West Dunbartonshire Council is committed to taking a proactive role in supporting the delivery of high quality development.
The pre-application process is critical to this approach. Early and effective consultation and engagement can assist in avoiding delays and difficult situations once a planning application is submitted.
Pre-application fees are based on anticipated officer time in relation to the type of development.
The Council welcomes early engagement with all applicants and developers prior to the submission of any application. The submission of informed, detailed and comprehensive applications results in quicker decision making once an application is submitted.
In recognition that applications range in type, scale and complexity the Council offers a pre-application service that can be adapted to suit the needs of the applicant and Council alike.
The Council offers two different types of pre-application service:
Whilst applications are defined as either ‘local’ or ‘major’, in accordance with the Town and Country Planning (Hierarchy of Development) (Scotland) Regulations 2009, the Council has moved away from using these categories to define the type of necessary pre-application process. This is in recognition that all applications vary in type, scale and complexity, and as such, the pre-application process should reflect the details of the proposal.
If you require advice on which pre-application process is most relevant to your proposal please contact firstname.lastname@example.org.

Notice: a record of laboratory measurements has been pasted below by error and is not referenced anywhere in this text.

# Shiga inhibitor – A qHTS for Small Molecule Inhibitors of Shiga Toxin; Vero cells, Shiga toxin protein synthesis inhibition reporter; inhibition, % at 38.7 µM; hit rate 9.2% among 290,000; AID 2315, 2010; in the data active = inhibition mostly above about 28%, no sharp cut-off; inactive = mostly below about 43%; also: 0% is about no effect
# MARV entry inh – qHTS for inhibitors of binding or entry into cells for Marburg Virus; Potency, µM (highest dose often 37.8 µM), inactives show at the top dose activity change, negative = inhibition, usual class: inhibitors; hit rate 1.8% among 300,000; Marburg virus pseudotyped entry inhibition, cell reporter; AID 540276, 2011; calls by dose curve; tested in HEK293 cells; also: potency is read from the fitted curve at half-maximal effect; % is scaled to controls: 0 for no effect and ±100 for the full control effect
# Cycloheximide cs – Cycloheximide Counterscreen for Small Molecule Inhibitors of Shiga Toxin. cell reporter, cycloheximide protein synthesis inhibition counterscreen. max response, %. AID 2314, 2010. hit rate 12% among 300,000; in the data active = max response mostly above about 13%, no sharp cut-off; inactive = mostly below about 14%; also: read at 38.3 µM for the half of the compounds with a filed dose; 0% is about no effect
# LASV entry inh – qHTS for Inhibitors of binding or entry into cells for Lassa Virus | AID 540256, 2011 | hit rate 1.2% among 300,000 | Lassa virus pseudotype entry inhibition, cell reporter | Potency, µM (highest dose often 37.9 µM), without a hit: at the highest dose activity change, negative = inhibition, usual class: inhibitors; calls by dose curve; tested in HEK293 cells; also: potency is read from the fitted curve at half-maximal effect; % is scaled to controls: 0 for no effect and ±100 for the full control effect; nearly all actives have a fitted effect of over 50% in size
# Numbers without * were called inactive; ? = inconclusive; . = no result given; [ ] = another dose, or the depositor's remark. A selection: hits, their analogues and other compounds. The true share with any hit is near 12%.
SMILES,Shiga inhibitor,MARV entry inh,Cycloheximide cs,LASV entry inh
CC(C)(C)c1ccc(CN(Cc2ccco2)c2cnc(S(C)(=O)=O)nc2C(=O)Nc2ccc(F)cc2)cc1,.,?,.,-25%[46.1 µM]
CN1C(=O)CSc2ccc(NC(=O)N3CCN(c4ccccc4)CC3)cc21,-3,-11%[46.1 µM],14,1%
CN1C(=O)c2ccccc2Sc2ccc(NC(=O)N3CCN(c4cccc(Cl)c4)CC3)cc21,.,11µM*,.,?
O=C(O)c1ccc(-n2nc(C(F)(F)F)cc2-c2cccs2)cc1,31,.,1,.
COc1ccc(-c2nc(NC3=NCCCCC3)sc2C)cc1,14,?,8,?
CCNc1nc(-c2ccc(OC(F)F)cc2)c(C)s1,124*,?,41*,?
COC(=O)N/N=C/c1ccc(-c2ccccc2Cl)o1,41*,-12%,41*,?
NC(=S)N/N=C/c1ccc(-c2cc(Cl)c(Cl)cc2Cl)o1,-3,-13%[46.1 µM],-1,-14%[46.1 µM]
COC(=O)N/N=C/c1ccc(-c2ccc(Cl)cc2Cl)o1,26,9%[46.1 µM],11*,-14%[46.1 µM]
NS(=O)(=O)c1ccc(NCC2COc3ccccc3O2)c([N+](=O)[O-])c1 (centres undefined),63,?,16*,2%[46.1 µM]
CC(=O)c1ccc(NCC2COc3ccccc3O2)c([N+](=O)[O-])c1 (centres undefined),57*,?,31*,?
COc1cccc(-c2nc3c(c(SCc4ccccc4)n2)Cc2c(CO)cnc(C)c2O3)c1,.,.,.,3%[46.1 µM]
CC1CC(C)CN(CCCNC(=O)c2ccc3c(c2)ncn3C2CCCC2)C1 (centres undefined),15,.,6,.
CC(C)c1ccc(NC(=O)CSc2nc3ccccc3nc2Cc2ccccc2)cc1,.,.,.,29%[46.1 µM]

Prior to engaging with the Council regarding the possible pre-application routes, it is recommended that applicants check whether the proposed development falls under what would be considered as permitted development to determine if planning permission is required or not. Further information regarding permitted development for householder development can be found at the link below:
The Council will make every effort to ensure that the advice given in the pre-application process is as accurate as possible. However any advice given by Council officers for pre-application inquiries does not constitute a formal decision of the Council with regards to any planning application and, whilst it may be a material consideration, cannot be held to bind the Council in its validation or formal determination of a subsequent application. If an application is subsequently submitted which fails to take on board advice given by officers, then the Council may refuse it without further discussion with the applicant or their agent.
There is a possibility that, under the Freedom of Information Act, the Council will be asked to provide information regarding inquiries for pre-application advice and copies of any advice provided or correspondence entered into. This information may only be withheld if its disclosure could prejudice commercial interests, inhibit the free and frank provision of advice or exchange of views during the planning process, or could prejudice the effective conduct of public affairs. Those seeking pre-application advice should provide a covering letter that sets out the reasons why, and for how long, any information relating to the case needs to remain confidential.
It will be for the Council to decide whether information can be treated as exempt from disclosure and the thrust of the legislation is to make information accessible unless there is a pressing reason why not. Each case will be assessed on its merits. The passage of time may remove the need for exemption as information becomes less sensitive. Generally notes and correspondence relating to pre-application discussion will not be treated as confidential once a planning application has been submitted and the case is in the public domain.